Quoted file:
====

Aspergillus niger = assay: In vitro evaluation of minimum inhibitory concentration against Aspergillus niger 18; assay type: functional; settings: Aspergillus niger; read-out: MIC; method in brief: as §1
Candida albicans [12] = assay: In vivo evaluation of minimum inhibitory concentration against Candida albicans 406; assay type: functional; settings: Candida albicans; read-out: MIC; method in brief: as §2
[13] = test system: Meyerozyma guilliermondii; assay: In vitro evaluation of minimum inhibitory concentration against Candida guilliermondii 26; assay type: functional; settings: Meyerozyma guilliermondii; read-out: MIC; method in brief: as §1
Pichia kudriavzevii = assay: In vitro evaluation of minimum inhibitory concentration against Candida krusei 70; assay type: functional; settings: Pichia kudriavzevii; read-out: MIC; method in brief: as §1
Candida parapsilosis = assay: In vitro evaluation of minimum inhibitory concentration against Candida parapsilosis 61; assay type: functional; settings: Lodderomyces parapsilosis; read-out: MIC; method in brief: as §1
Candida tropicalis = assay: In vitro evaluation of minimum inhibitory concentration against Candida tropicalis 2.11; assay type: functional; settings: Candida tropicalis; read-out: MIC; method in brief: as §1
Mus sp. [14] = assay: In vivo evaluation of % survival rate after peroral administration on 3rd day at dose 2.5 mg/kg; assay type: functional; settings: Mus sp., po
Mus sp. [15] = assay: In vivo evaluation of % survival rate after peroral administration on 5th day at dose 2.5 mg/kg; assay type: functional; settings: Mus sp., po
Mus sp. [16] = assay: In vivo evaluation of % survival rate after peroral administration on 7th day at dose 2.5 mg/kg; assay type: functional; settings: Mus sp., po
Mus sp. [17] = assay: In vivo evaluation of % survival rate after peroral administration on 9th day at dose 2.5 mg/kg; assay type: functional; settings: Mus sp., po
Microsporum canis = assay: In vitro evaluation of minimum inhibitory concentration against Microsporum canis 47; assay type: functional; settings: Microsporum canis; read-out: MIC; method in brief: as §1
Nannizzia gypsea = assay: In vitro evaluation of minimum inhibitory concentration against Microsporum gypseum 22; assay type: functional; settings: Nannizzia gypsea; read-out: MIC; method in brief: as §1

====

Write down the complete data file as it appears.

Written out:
Aspergillus niger = assay: In vitro evaluation of minimum inhibitory concentration against Aspergillus niger 18; assay type: functional; settings: Aspergillus niger; read-out: MIC; method in brief: as §1
Candida albicans [12] = assay: In vivo evaluation of minimum inhibitory concentration against Candida albicans 406; assay type: functional; settings: Candida albicans; read-out: MIC; method in brief: as §2
[13] = test system: Meyerozyma guilliermondii; assay: In vitro evaluation of minimum inhibitory concentration against Candida guilliermondii 26; assay type: functional; settings: Meyerozyma guilliermondii; read-out: MIC; method in brief: as §1
Pichia kudriavzevii = assay: In vitro evaluation of minimum inhibitory concentration against Candida krusei 70; assay type: functional; settings: Pichia kudriavzevii; read-out: MIC; method in brief: as §1
Candida parapsilosis = assay: In vitro evaluation of minimum inhibitory concentration against Candida parapsilosis 61; assay type: functional; settings: Lodderomyces parapsilosis; read-out: MIC; method in brief: as §1
Candida tropicalis = assay: In vitro evaluation of minimum inhibitory concentration against Candida tropicalis 2.11; assay type: functional; settings: Candida tropicalis; read-out: MIC; method in brief: as §1
Mus sp. [14] = assay: In vivo evaluation of % survival rate after peroral administration on 3rd day at dose 2.5 mg/kg; assay type: functional; settings: Mus sp., po
Mus sp. [15] = assay: In vivo evaluation of % survival rate after peroral administration on 5th day at dose 2.5 mg/kg; assay type: functional; settings: Mus sp., po
Mus sp. [16] = assay: In vivo evaluation of % survival rate after peroral administration on 7th day at dose 2.5 mg/kg; assay type: functional; settings: Mus sp., po
Mus sp. [17] = assay: In vivo evaluation of % survival rate after peroral administration on 9th day at dose 2.5 mg/kg; assay type: functional; settings: Mus sp., po
Microsporum canis = assay: In vitro evaluation of minimum inhibitory concentration against Microsporum canis 47; assay type: functional; settings: Microsporum canis; read-out: MIC; method in brief: as §1
Nannizzia gypsea = assay: In vitro evaluation of minimum inhibitory concentration against Microsporum gypseum 22; assay type: functional; settings: Nannizzia gypsea; read-out: MIC; method in brief: as §1